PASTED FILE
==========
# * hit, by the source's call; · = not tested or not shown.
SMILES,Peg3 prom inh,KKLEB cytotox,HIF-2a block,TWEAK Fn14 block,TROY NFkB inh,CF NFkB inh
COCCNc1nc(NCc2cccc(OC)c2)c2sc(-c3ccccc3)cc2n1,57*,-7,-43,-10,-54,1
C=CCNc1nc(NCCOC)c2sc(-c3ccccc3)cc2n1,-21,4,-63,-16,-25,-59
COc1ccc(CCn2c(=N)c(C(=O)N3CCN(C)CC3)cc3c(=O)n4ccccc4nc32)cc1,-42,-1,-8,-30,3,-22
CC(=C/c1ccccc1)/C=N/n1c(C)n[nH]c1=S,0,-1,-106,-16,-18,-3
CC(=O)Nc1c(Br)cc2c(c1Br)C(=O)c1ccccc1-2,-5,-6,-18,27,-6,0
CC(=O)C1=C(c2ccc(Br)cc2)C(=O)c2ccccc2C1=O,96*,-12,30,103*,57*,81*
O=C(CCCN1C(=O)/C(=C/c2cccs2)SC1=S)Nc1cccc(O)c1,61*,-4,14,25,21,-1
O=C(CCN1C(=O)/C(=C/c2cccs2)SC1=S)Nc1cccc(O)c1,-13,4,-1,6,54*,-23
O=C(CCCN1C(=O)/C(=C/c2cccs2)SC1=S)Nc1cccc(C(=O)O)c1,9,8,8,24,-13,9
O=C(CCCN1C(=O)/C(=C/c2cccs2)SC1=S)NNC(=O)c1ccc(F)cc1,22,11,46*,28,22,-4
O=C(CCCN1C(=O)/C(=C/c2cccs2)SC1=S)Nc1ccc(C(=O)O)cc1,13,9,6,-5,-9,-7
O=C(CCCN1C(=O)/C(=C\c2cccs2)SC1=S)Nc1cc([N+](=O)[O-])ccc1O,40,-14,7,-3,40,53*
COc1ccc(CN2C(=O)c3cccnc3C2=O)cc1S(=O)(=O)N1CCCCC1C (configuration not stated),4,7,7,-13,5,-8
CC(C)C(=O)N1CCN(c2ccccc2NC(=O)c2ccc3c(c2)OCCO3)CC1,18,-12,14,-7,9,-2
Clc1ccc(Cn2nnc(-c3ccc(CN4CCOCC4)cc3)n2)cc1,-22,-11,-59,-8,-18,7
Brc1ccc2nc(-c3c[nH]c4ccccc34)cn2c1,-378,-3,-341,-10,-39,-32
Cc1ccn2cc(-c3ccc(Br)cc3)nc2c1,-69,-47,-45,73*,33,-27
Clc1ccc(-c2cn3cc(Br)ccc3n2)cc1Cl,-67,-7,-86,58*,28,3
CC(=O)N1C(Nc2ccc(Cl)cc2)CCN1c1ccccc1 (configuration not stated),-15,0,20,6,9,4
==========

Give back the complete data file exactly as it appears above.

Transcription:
# * hit, by the source's call; · = not tested or not shown.
SMILES,Peg3 prom inh,KKLEB cytotox,HIF-2a block,TWEAK Fn14 block,TROY NFkB inh,CF NFkB inh
COCCNc1nc(NCc2cccc(OC)c2)c2sc(-c3ccccc3)cc2n1,57*,-7,-43,-10,-54,1
C=CCNc1nc(NCCOC)c2sc(-c3ccccc3)cc2n1,-21,4,-63,-16,-25,-59
COc1ccc(CCn2c(=N)c(C(=O)N3CCN(C)CC3)cc3c(=O)n4ccccc4nc32)cc1,-42,-1,-8,-30,3,-22
CC(=C/c1ccccc1)/C=N/n1c(C)n[nH]c1=S,0,-1,-106,-16,-18,-3
CC(=O)Nc1c(Br)cc2c(c1Br)C(=O)c1ccccc1-2,-5,-6,-18,27,-6,0
CC(=O)C1=C(c2ccc(Br)cc2)C(=O)c2ccccc2C1=O,96*,-12,30,103*,57*,81*
O=C(CCCN1C(=O)/C(=C/c2cccs2)SC1=S)Nc1cccc(O)c1,61*,-4,14,25,21,-1
O=C(CCN1C(=O)/C(=C/c2cccs2)SC1=S)Nc1cccc(O)c1,-13,4,-1,6,54*,-23
O=C(CCCN1C(=O)/C(=C/c2cccs2)SC1=S)Nc1cccc(C(=O)O)c1,9,8,8,24,-13,9
O=C(CCCN1C(=O)/C(=C/c2cccs2)SC1=S)NNC(=O)c1ccc(F)cc1,22,11,46*,28,22,-4
O=C(CCCN1C(=O)/C(=C/c2cccs2)SC1=S)Nc1ccc(C(=O)O)cc1,13,9,6,-5,-9,-7
O=C(CCCN1C(=O)/C(=C\c2cccs2)SC1=S)Nc1cc([N+](=O)[O-])ccc1O,40,-14,7,-3,40,53*
COc1ccc(CN2C(=O)c3cccnc3C2=O)cc1S(=O)(=O)N1CCCCC1C (configuration not stated),4,7,7,-13,5,-8
CC(C)C(=O)N1CCN(c2ccccc2NC(=O)c2ccc3c(c2)OCCO3)CC1,18,-12,14,-7,9,-2
Clc1ccc(Cn2nnc(-c3ccc(CN4CCOCC4)cc3)n2)cc1,-22,-11,-59,-8,-18,7
Brc1ccc2nc(-c3c[nH]c4ccccc34)cn2c1,-378,-3,-341,-10,-39,-32
Cc1ccn2cc(-c3ccc(Br)cc3)nc2c1,-69,-47,-45,73*,33,-27
Clc1ccc(-c2cn3cc(Br)ccc3n2)cc1Cl,-67,-7,-86,58*,28,3
CC(=O)N1C(Nc2ccc(Cl)cc2)CCN1c1ccccc1 (configuration not stated),-15,0,20,6,9,4